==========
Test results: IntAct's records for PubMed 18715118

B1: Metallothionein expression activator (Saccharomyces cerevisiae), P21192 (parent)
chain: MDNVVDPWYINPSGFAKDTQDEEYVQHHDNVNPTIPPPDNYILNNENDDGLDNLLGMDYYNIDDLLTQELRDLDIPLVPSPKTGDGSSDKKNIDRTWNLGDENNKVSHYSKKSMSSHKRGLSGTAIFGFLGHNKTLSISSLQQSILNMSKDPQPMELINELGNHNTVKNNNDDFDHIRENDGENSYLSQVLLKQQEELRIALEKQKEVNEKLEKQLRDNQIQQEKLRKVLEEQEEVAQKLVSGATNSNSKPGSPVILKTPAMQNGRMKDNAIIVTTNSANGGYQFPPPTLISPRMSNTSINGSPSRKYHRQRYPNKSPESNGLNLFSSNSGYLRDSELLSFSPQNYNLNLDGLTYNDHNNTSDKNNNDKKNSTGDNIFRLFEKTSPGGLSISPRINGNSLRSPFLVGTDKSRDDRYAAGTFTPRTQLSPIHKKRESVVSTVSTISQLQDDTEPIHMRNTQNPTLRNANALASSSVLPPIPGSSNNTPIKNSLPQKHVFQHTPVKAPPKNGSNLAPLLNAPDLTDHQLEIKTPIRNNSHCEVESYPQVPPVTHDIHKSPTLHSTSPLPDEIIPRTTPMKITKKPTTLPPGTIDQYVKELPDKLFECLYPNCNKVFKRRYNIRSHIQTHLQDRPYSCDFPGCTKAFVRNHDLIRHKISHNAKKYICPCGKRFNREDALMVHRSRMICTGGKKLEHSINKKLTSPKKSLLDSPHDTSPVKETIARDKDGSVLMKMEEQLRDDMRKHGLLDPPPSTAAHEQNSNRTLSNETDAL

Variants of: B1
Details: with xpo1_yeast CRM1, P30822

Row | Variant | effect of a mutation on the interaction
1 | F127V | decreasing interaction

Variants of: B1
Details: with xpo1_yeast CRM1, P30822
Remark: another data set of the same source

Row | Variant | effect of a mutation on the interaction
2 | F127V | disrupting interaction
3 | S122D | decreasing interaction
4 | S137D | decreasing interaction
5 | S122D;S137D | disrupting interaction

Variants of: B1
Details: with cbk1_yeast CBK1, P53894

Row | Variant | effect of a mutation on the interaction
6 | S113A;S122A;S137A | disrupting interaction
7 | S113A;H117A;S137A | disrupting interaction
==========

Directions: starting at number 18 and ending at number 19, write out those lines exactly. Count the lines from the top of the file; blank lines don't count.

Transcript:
Row | Variant | effect of a mutation on the interaction
6 | S113A;S122A;S137A | disrupting interaction